Today a mother will hold the hand of a son with a traumatic brain injury. She will talk to him and know deep within that he hears her. Her words will call to him and summon hope. Every cell of her being calls him to heal. 

Today a mother of four boys will visit the grave of her own mother. She will sit in the rain and remember. Grief will mark her days. She bears the scars of the fall  - of cells that have rebelled and gone their own way. 

Today a mother prepares for another week of chemo. She checks the freezer for the meals brought by friends. Her daughter sits in her lap and she brushes the braids from her hair. 

Today a mother will dial up her son on Skype. Her daughter runs through their front yard and dark curls bounce. She lives in Honduras and the son in Illinois. This is the first Mother’s Day she will not greet her own mother and thank her.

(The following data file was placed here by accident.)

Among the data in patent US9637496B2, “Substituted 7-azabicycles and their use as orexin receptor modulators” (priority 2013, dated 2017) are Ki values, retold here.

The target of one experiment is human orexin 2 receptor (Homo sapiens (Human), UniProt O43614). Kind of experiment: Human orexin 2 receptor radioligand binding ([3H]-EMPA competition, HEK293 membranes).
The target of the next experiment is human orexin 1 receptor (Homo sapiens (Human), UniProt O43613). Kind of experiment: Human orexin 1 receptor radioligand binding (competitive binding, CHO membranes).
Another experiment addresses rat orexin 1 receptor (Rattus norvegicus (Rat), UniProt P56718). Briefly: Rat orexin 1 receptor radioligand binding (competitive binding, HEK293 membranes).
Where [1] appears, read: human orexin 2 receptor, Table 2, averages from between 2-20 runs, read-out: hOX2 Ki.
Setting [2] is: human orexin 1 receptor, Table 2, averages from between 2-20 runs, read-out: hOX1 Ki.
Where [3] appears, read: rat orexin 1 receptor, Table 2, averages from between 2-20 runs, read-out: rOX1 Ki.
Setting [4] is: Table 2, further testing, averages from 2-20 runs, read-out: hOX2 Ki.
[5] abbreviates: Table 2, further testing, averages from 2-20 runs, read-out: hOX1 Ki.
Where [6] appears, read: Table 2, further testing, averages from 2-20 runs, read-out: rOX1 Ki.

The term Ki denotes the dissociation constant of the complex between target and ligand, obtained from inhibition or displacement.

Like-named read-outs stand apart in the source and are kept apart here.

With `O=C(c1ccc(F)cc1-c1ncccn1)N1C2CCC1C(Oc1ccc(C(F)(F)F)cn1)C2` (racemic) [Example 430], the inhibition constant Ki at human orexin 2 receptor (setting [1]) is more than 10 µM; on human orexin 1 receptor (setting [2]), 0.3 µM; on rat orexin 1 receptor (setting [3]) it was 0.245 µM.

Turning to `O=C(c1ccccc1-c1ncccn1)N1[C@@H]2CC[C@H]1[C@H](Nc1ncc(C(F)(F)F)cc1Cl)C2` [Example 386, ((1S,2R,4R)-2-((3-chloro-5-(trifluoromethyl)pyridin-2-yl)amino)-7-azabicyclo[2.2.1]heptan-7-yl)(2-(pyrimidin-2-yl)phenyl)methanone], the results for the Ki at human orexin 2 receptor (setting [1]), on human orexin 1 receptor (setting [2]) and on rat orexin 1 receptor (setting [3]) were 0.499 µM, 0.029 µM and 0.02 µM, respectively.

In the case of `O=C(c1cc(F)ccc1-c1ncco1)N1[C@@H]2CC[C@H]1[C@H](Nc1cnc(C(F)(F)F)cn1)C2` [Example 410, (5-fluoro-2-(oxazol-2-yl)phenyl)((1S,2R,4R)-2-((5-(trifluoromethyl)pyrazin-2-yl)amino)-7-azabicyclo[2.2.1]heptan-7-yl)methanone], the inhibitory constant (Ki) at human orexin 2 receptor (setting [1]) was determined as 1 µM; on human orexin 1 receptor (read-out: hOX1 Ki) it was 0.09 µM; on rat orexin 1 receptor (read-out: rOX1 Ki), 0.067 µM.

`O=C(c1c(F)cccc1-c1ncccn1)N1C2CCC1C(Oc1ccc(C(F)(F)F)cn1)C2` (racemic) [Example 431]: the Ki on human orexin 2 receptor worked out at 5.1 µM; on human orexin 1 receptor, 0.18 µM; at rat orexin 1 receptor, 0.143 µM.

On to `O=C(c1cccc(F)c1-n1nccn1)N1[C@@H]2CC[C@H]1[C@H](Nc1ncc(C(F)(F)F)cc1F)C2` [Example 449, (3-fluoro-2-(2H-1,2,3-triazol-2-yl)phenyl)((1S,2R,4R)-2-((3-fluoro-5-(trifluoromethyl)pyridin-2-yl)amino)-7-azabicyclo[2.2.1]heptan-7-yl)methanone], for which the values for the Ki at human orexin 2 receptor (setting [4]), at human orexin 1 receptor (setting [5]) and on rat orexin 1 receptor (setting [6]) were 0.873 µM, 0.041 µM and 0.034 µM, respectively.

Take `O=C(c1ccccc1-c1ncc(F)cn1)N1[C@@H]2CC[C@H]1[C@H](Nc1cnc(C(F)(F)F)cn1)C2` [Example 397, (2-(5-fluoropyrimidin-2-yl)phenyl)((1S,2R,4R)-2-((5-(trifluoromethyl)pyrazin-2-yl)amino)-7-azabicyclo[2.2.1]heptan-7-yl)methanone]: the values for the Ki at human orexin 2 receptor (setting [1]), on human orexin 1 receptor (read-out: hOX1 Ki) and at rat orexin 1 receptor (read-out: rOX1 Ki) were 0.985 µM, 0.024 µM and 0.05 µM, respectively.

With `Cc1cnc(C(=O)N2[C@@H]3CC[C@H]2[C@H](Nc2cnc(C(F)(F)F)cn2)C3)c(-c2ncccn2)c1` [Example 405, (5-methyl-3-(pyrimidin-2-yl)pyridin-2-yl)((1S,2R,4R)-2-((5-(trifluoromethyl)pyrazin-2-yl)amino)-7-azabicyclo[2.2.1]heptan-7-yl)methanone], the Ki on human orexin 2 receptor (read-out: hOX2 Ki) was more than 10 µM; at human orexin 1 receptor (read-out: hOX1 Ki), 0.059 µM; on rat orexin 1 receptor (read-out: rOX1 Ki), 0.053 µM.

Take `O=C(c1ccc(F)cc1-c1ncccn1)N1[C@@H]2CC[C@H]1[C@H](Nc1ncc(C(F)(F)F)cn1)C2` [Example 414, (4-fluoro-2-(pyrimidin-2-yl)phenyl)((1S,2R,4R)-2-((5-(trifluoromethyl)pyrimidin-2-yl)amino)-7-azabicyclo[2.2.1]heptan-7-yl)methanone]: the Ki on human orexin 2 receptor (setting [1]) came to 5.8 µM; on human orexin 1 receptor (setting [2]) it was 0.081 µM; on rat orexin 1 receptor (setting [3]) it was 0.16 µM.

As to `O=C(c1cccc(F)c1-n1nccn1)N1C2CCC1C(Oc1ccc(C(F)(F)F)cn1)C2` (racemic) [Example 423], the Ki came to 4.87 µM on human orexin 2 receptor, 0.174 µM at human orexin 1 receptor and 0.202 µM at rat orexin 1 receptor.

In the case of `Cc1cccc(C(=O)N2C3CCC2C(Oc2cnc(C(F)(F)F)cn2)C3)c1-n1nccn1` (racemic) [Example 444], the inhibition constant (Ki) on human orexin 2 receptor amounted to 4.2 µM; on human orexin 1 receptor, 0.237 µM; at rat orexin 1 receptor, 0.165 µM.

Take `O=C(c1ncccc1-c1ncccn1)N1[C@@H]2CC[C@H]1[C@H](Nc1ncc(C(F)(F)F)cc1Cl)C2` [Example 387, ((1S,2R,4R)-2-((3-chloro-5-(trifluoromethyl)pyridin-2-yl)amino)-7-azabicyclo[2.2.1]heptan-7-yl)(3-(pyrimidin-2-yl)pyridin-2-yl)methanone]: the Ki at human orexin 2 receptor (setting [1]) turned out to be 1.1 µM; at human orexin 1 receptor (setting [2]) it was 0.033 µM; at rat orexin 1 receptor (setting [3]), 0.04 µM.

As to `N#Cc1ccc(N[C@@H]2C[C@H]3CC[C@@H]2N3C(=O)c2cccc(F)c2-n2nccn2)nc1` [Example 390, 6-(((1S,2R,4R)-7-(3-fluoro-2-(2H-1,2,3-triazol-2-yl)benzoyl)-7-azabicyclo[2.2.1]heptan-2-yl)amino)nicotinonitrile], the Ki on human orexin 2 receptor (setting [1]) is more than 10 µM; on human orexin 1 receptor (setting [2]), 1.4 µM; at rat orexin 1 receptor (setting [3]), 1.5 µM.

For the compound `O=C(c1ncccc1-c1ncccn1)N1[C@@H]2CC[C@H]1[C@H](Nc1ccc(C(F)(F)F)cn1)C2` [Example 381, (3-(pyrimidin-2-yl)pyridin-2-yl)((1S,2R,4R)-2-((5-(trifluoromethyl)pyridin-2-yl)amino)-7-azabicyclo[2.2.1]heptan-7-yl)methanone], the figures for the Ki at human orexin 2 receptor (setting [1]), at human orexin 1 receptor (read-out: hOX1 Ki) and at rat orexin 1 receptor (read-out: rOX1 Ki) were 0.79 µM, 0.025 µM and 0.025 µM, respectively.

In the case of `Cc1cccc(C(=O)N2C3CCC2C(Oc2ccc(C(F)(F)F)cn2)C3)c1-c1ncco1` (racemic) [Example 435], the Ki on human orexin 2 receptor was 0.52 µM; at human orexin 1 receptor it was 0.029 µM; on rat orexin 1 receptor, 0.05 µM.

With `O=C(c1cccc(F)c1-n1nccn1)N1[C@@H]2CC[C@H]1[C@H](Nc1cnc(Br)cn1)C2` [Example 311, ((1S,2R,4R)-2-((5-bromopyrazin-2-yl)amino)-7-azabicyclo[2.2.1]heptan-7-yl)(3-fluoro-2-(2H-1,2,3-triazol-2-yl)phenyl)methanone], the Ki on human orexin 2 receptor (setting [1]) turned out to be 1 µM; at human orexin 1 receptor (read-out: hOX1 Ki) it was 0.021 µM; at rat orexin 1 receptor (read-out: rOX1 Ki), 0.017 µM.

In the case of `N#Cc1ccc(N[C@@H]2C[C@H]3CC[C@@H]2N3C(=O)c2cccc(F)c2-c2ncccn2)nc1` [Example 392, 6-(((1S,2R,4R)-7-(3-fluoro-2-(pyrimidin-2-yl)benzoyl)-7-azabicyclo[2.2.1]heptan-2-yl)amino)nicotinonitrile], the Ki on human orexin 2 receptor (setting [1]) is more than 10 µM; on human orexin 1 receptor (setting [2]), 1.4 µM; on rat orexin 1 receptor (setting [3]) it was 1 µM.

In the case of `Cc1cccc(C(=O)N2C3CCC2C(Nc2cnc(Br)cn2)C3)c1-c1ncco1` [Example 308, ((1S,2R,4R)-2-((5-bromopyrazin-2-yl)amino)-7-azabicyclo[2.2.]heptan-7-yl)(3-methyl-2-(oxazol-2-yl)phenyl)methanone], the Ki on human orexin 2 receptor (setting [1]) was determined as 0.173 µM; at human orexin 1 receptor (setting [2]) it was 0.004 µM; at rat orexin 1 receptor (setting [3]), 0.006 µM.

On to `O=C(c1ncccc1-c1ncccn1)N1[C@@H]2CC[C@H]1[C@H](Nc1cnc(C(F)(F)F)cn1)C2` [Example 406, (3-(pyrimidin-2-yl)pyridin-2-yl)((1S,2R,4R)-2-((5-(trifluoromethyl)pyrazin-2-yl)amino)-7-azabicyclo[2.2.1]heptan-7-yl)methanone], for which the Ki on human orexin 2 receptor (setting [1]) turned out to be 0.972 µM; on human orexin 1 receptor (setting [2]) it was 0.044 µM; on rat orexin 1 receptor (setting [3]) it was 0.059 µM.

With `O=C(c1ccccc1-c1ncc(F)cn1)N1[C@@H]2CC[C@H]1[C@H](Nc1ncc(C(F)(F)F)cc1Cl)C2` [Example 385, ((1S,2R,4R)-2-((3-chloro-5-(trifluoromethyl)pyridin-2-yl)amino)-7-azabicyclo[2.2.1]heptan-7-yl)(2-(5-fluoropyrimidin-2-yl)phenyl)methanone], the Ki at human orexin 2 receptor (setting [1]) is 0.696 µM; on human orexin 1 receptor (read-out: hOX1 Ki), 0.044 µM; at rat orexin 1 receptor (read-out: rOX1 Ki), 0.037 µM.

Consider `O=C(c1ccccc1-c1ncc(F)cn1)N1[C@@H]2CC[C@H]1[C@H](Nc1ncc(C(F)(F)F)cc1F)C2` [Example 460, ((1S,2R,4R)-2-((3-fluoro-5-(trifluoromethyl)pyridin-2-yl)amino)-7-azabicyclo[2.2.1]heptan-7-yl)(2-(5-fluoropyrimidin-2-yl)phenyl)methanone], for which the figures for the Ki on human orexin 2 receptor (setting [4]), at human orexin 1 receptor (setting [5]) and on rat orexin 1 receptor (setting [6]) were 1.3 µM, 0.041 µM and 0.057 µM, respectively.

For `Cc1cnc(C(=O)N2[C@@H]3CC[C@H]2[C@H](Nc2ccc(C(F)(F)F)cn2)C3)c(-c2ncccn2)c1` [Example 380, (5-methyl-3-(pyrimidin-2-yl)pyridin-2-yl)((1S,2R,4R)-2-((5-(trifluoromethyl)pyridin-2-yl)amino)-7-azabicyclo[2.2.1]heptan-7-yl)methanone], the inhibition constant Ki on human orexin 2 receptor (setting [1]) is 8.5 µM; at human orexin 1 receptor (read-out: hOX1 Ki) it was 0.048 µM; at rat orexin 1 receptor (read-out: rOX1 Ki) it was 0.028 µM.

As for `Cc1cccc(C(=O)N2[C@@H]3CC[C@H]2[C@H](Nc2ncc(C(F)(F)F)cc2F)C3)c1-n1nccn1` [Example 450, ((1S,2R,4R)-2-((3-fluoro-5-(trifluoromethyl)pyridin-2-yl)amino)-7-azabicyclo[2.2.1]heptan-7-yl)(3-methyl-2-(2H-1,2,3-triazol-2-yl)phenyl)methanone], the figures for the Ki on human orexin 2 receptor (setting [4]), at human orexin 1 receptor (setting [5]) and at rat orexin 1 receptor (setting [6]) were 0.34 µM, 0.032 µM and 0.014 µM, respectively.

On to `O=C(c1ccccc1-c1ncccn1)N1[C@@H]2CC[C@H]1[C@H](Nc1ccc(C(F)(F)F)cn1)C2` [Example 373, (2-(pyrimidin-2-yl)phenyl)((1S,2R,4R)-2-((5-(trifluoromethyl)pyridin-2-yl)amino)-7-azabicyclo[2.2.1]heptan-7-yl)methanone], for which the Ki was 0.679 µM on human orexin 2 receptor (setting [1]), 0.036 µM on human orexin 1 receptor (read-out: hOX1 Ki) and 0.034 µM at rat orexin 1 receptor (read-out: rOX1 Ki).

Today a mother will call her son. For 40 years plus they were separated. She chose life. She chose another family to raise him. They found each other. 

Today a mother will cry into her pillow. Her daughter is lost. Will she come home? 

Today as I thought about mothers - myself, my own, my living grandmother and the women who have mothered me - I pondered the failures and the victories. 

These are all true stories of people I know. Mothers fight for their kids. Mothers search until they are found. Mothers sacrifice, clean, cook, love and mold. No one impacted my story like my mother. No one continues to call me up to a higher standard of love than my own children. 

Today I thought of my children as arrows. Weapons in a spiritual war. I asked God for the strength to love them well and to launch them.